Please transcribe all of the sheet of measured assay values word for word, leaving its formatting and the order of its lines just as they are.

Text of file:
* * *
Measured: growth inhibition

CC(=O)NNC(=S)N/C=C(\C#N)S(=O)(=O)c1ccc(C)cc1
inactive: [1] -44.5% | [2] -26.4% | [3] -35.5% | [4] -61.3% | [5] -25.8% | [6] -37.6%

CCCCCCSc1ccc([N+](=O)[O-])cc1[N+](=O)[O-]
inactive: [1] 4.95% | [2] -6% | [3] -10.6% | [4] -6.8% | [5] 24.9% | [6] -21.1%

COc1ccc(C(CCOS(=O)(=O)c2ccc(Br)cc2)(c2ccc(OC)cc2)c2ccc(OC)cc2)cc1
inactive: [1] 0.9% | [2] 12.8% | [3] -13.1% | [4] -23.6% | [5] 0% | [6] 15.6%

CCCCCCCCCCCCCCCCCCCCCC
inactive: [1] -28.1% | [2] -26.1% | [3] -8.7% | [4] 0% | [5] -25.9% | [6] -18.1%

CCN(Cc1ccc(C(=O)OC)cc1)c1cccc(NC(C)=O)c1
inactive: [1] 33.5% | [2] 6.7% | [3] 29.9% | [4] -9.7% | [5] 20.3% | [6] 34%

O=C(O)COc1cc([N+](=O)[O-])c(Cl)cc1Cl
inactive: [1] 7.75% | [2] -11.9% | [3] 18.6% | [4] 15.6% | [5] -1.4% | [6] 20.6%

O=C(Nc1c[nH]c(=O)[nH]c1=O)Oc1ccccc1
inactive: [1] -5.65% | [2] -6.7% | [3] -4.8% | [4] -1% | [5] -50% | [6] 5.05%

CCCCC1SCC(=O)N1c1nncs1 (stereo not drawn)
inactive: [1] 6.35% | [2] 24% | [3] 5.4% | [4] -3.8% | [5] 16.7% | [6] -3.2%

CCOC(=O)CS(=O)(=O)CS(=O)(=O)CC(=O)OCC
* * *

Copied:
Measured: growth inhibition

CC(=O)NNC(=S)N/C=C(\C#N)S(=O)(=O)c1ccc(C)cc1
inactive: [1] -44.5% | [2] -26.4% | [3] -35.5% | [4] -61.3% | [5] -25.8% | [6] -37.6%

CCCCCCSc1ccc([N+](=O)[O-])cc1[N+](=O)[O-]
inactive: [1] 4.95% | [2] -6% | [3] -10.6% | [4] -6.8% | [5] 24.9% | [6] -21.1%

COc1ccc(C(CCOS(=O)(=O)c2ccc(Br)cc2)(c2ccc(OC)cc2)c2ccc(OC)cc2)cc1
inactive: [1] 0.9% | [2] 12.8% | [3] -13.1% | [4] -23.6% | [5] 0% | [6] 15.6%

CCCCCCCCCCCCCCCCCCCCCC
inactive: [1] -28.1% | [2] -26.1% | [3] -8.7% | [4] 0% | [5] -25.9% | [6] -18.1%

CCN(Cc1ccc(C(=O)OC)cc1)c1cccc(NC(C)=O)c1
inactive: [1] 33.5% | [2] 6.7% | [3] 29.9% | [4] -9.7% | [5] 20.3% | [6] 34%

O=C(O)COc1cc([N+](=O)[O-])c(Cl)cc1Cl
inactive: [1] 7.75% | [2] -11.9% | [3] 18.6% | [4] 15.6% | [5] -1.4% | [6] 20.6%

O=C(Nc1c[nH]c(=O)[nH]c1=O)Oc1ccccc1
inactive: [1] -5.65% | [2] -6.7% | [3] -4.8% | [4] -1% | [5] -50% | [6] 5.05%

CCCCC1SCC(=O)N1c1nncs1 (stereo not drawn)
inactive: [1] 6.35% | [2] 24% | [3] 5.4% | [4] -3.8% | [5] 16.7% | [6] -3.2%

CCOC(=O)CS(=O)(=O)CS(=O)(=O)CC(=O)OCC